Review by Laura Wiebe, Live photos by Adam Wills
Katatonia, the Swedish kings of melodic gloom, are enjoying a couple of anniversaries in 2011 (as you may already know – see Katatonia: Twenty Years Down the Road). To celebrate, the band is playing a little more than a handful of headlining shows on the nights when current tour mates (and fellow Swedes) Opeth have decided to take some time off. Hellbounders Adam Wills and Laura Wiebe caught the fourth of seven such gigs scheduled in North America, crossing the border into New York State to see how our southerly neighbours would welcome one of our favourite bands.
After a delicious dinner at The Owl House and a little downtime we wandered out into downtown Rochester to find The Montage. Turning onto a couple of mostly deserted side streets, it was reassuring to see the neon glow of the venue’s vintage marquee and a small mass of black-shirted bodies coagulating around the lit doorway. Getting ourselves and our equipment inside was not nearly as smooth as we’d hoped, but we had everything settled just in time for Katatonia to walk out and play the opening chords of “Dispossession.” While Adam squeezed his way a few steps toward the front with his camera (it was a small room and a small crowd so we were already close), I moved to a more central location, seeking the best angle for listening and viewing combined.
It was Katatonia’s first time in Rochester and they seemed genuinely pleased to be there, if not in the city specifically, then at least on the small riser before us. They greeted their fans warmly, and frontman Jonas Renkse took a moment or two between every few songs (often during a guitar exchange) to address us, and even joke a little. “Isn’t that rock and roll?” he asked, after explaining the band’s decision to not to take any nights off. On the whole, the melancholy atmosphere the band’s music tends to evoke gave way to something more light-hearted, lit through with a sense of ease and enjoyment. To put it plainly, most people seemed to be having a helluva lot of fun both on and in front of the stage.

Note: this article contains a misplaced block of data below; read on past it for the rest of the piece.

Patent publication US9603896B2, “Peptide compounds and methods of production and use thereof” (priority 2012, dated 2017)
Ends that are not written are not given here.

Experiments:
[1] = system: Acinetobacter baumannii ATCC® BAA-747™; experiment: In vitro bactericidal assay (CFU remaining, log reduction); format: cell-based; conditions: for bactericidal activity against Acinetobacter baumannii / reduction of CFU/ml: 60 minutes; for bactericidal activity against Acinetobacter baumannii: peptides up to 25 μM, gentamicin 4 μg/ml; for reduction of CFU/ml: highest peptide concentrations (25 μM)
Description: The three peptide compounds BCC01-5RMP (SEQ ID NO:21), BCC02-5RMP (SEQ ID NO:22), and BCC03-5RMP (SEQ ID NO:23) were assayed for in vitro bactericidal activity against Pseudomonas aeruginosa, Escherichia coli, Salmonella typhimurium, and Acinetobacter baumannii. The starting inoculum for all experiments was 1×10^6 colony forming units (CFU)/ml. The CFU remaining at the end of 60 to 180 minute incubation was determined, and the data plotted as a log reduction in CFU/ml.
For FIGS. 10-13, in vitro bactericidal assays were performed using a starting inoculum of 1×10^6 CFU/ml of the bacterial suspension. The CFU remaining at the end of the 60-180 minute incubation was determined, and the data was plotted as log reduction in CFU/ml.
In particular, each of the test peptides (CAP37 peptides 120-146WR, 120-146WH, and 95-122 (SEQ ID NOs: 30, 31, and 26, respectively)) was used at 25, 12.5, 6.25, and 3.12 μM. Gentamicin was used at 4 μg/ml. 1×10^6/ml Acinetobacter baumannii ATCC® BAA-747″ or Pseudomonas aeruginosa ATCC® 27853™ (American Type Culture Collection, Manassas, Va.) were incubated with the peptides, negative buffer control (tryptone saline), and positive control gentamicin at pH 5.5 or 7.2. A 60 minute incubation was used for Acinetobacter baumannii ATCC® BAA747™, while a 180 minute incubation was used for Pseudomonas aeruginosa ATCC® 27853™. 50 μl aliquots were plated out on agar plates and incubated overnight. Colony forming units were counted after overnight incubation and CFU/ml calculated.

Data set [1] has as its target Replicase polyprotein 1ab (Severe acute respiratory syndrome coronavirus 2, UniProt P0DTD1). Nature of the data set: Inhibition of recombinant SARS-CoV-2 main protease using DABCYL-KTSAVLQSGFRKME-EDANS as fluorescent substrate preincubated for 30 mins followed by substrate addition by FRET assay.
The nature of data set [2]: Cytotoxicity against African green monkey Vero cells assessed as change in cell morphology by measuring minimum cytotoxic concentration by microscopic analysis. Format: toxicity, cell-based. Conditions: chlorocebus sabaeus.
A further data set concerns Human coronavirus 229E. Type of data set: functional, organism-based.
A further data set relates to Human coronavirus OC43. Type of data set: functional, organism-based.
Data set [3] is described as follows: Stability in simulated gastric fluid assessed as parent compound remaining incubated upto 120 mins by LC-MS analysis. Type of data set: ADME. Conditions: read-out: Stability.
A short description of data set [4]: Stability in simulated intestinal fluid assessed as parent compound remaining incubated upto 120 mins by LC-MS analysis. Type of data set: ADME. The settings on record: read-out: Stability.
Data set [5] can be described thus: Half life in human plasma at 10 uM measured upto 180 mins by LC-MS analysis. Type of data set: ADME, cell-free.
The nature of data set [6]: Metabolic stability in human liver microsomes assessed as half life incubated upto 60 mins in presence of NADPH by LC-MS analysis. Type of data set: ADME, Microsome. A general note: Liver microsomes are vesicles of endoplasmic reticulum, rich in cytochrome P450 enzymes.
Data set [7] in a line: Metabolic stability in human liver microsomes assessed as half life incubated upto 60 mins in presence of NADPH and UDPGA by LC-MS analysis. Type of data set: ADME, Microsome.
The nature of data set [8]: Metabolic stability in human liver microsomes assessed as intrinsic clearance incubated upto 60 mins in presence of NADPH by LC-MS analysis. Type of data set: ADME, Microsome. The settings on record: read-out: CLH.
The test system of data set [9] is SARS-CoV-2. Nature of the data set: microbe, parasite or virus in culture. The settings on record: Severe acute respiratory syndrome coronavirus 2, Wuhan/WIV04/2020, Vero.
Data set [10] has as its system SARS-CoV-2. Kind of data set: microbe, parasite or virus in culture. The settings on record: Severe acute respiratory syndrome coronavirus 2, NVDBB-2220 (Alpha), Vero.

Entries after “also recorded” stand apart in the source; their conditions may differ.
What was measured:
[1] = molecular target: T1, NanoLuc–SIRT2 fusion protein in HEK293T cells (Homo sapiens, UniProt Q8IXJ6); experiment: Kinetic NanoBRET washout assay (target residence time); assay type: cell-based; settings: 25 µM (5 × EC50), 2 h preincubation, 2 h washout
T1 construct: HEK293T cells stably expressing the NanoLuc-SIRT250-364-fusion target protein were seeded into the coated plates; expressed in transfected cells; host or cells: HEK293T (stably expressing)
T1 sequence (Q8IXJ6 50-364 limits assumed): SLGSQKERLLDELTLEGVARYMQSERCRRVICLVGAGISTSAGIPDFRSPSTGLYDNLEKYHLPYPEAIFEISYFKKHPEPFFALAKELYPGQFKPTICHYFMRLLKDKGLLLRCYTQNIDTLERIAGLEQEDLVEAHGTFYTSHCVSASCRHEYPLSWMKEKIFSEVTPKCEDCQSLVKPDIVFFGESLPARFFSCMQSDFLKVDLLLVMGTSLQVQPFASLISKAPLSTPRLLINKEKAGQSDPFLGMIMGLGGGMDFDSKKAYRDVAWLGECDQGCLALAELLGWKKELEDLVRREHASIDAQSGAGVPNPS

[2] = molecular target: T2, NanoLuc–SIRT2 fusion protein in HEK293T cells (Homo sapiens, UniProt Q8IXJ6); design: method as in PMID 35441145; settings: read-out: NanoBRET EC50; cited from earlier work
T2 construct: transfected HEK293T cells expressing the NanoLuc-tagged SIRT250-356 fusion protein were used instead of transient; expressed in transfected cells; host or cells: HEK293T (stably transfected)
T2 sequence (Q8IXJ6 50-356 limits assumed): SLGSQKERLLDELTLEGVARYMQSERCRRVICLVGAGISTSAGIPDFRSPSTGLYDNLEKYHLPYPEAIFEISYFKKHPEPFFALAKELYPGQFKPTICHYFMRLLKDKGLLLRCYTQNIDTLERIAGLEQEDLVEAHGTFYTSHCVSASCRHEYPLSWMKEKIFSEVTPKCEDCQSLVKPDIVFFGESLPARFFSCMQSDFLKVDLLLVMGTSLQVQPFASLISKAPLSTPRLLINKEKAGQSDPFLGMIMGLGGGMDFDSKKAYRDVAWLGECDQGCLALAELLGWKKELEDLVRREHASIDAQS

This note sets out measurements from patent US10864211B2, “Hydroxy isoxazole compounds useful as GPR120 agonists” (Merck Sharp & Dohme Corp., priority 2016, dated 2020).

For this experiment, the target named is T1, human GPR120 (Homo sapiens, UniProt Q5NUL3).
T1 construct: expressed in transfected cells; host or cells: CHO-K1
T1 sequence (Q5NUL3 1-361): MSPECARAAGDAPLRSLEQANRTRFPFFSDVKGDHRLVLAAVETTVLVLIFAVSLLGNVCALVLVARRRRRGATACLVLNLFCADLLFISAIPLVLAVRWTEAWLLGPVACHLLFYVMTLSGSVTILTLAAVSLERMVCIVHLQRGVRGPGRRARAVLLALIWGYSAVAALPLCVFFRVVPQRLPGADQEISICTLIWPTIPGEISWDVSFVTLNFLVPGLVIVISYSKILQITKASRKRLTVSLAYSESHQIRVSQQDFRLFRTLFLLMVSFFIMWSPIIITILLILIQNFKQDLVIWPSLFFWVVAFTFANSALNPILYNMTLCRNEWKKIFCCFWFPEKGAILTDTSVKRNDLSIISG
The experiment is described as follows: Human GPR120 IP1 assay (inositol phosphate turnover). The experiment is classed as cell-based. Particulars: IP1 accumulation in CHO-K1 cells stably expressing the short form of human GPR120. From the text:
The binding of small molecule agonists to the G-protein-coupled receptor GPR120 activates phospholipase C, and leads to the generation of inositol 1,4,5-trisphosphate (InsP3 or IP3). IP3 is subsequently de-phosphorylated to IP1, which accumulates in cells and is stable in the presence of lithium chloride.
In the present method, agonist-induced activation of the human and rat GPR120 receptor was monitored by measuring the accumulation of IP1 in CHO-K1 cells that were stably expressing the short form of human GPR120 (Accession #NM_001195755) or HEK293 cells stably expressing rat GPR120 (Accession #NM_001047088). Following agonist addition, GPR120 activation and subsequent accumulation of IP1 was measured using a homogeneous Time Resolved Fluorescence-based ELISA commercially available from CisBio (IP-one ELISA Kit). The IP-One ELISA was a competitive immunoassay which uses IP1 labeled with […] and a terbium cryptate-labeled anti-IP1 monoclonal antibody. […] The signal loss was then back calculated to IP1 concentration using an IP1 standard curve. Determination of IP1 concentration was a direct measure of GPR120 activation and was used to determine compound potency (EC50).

We were treated to one solid set roughly two hours long: 2001’s Last Fair Deal Gone Down played straight through plus album tracks or B-sides from every other major marker in Katatonia’s official musical history. The performances were pretty faithful all around to the original spirit of each release, though in some cases (like “For My Demons”) the arrangements were slightly adapted for live delivery. The intro to “Don’t Tell a Soul” featured an unexpected jazzy swing, but beyond that, changes were mostly slight shifts in tone or attitude – Anders Nyström’s leads sounding a little more “heavy metal” than usual, or Renkse’s voice sounding more penetrating and clear (youthful?). The heavy metal vibe was echoed and extended by second guitarist Per Eriksson, who, along with bassist Niklas Sandin, would interact with the crowd and even headbang at times. And Renkse, uncharacteristically, spent a fair bit of time away from his mic stand, including a few minutes singing beside a guitar-playing Nyström for a while.
There was no encore. Highlights scattered throughout the set took the place of end-of-the-night treats. Songs like “Teargas” and “Clean Today” had me singing, but a chorus of Kata-lovers sang along to nearly every track. The few moments we spent with Tonight’s Decision were among my favourites (I had never heard “For My Demons” live before), but two tracks where Nyström and Renkse switched places were a close second, with Anders’ growls taking us back to Dance of December Souls and Brave Murder Day. Oddly, to me at least, it was “July” off The Great Cold Distance that finally drove a small horde into a frenzy, inspiring a short-lived mosh pit and a couple of violent flailers who looked poised to hurt someone (I was hoping, I admit, that they’d quickly knock each other out).
For their final song, Katatonia brought us back to the band they are now, playing “Forsaker” off 2010’s Night is the New Day. But even then they remained slightly tongue-in-cheek and amusingly nostalgic, sneaking in a short homage to Entombed’s “Demon” before striking their closing chords. The band members shook extended hands and, with linked arms, gave us a bow, reminding us that it’s all performance but performance impossible without and only a few steps away from the crowd.
As the lights came on, Adam asked me if I was happy (I had loudly expressed some dissatisfaction after Katatonia’s last Toronto show). I sheepishly remarked that I would’ve liked to hear more from Viva Emptiness, but it was a reluctant, not even half-hearted complaint, a tiny regretful note from a picky fan. After two hours of amazingness – set list and delivery both – I had no grounds for complaint. It’s just that I would have willingly listened long into the night.